Reviewed by Brandy Shaul
Review Date Platform Genre Rating Production
2008-06-02 PC Puzzle E (Everyone) Brighter Minds / Red Sprite Studios

With the massive success received by the Nintendo DS's Brain Age franchise, it's no surprise that more and more games in the "brain training" genre would begin to enter the market. Where Brain Age offered a portable way for players to test their mental acuity, Brainiversity offers much of the same to the PC market.

Brainiversity is an outwardly simplistic brain-training title that offers up to 6 different players the chance to "stimulate their brains" through four major areas: language, math, memory and analysis. There are 16 different activities in all, ranging from basic math problems that require players to choose the appropriate sign (plus, minus, etc.) to fill in a set equation to more complex, visual tests that measure your ability to memorize the shape and color of random objects.

After each activity, you are given a grade which goes on your overall report card. Using this report card, you can keep track of both your overall progress (on a daily basis or longer), and your progress on each individual activity. However, grades are much more complex than simply grading your ability to answer questions correctly, as the time it took you to answer each question also comes into play. That is, if you only complete ten math problems in a minute and a half, you are going to receive a lower score than if you completed 20, even if you got all ten questions right.

Since the game grades you not only on accuracy but also on speed, receiving a grade of 90% or above becomes a much more difficult task to achieve, and as such, garners you a special stamp, which can be seen alongside your report card. While earning these stamps isn't mandatory, it does offer players a challenge and an eventual goal to achieve.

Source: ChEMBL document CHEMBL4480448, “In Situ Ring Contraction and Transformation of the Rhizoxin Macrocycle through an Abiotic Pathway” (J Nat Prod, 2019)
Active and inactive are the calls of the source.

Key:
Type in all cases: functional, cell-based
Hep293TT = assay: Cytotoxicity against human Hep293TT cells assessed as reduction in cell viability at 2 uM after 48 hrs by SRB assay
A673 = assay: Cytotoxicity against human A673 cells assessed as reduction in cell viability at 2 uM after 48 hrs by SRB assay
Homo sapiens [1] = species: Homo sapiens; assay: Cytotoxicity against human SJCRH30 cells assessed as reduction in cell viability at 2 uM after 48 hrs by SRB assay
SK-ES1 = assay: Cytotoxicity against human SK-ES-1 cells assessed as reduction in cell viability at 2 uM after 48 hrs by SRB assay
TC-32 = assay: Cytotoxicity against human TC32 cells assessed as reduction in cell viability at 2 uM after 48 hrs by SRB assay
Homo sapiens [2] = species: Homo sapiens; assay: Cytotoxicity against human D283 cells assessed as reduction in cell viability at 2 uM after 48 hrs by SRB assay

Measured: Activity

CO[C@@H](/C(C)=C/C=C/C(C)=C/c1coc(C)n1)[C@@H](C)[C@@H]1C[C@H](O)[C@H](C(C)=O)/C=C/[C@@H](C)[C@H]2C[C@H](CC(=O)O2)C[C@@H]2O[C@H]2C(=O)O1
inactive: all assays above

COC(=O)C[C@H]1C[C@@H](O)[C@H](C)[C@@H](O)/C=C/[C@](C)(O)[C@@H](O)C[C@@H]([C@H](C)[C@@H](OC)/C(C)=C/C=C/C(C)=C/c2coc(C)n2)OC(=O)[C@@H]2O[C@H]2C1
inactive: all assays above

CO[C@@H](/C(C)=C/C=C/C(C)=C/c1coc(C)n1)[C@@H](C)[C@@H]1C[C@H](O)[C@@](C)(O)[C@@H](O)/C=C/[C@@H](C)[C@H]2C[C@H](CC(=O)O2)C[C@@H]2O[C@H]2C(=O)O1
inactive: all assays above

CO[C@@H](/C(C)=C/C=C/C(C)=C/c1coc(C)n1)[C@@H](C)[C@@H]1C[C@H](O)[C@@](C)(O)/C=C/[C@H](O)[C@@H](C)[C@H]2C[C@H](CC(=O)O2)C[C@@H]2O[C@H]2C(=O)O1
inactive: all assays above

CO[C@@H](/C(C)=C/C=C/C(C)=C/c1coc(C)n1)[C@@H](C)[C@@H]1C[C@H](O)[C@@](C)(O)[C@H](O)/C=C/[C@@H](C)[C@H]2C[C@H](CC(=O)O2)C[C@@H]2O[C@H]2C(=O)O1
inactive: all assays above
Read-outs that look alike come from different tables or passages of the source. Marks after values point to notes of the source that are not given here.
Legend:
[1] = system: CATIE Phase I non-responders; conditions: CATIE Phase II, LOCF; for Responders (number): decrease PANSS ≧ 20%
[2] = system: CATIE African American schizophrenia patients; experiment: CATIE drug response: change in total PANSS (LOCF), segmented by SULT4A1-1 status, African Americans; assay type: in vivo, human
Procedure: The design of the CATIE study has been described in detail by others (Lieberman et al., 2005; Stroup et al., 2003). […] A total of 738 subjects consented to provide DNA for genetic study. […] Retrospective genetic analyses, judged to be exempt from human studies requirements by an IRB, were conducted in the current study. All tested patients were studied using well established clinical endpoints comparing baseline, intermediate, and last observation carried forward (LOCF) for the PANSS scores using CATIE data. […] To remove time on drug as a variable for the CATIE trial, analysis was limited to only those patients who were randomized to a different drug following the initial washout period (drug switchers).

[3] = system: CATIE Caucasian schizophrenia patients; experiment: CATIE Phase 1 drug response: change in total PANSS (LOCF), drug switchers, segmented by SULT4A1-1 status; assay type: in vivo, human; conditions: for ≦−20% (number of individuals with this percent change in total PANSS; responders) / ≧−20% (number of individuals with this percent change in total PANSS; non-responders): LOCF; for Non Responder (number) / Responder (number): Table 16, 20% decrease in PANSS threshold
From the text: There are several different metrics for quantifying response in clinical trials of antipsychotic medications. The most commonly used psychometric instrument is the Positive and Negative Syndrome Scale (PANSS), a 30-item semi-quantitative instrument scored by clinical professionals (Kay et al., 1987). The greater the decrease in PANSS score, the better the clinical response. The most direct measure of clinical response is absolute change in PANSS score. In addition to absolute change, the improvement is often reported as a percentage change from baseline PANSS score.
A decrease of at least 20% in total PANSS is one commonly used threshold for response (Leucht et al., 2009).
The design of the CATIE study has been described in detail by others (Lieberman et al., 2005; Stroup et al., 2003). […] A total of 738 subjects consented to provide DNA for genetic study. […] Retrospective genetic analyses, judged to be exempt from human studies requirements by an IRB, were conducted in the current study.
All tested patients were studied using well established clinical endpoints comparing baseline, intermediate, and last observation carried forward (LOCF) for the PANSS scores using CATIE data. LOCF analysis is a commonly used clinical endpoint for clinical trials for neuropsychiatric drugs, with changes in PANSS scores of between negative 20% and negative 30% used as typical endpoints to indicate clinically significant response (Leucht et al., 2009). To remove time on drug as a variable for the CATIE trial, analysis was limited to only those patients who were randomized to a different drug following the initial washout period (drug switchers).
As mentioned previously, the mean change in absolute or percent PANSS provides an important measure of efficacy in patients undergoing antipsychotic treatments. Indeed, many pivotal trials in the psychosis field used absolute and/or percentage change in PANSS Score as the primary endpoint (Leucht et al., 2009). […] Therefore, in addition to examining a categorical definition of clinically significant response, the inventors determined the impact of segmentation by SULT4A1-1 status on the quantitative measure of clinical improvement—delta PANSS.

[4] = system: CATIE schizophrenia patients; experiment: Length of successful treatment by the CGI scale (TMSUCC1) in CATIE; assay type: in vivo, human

While Brainiversity could be looked at as a simple clone of games like Brain Age, the game does offer more than just dual-grading to set itself apart. While some activities are reminiscent of other titles, others are quite unique. One of these tasks has you looking through a grid of random images trying to find the one true pair among them. Others expand on simpler tests that have you guessing how many black words there are by adding in alphabetization and counting the number of times a specific letter appears in a group of words.

Being that brain training games tend to focus more on the causal gamers in the market, and even those that wouldn?t consider themselves gamers to begin with, I was a bit surprised to see that the game takes on such a retro appearance. While the minimalist graphics do make the game very easy to play, in that there aren't crazily patterned backgrounds to distract the player, I wouldn't think that the plain look would be very effective at drawing in players either.

Either way, once you begin playing the game, you'll be met with the aforementioned minimalist graphics, comprised of a standard notebook paper background and very large text bubbles throughout. The images used for matching tasks look like they came out of a late 90's clipart folder, and even Edison, your talking light bulb guide through the game, looks as if he has been hand-drawn.

However, the simplistic graphics here aren't all bad, as they make the entire game look and feel very streamlined. A lack of clutter allows players to jump right into the brain-training of it all, which is, of course, where the true fun here lies. The same can be said about looking past the sound department, which is comprised of mainly soothing (instrumental) elevator music. A nice touch does present itself as far as the sounds are concerned however, when the music is stopped entirely during the middle of an activity, as fewer distractions mean higher grades.

All in all, I can see how Brainiversity could be considered similar enough to its competitors to hinder an immediate recommendation. However, the game does come with a few key differences which add more challenge and a level of potential growth not seen in similar titles. In the end, Brainiversity offers mounds of entertainment to those in love with the genre, and if all games in this realm come with the same quality as Brainiversity, I say the more the merrier.

Special thanks to Emily Schaeff and Brighter Minds for providing a copy of this title.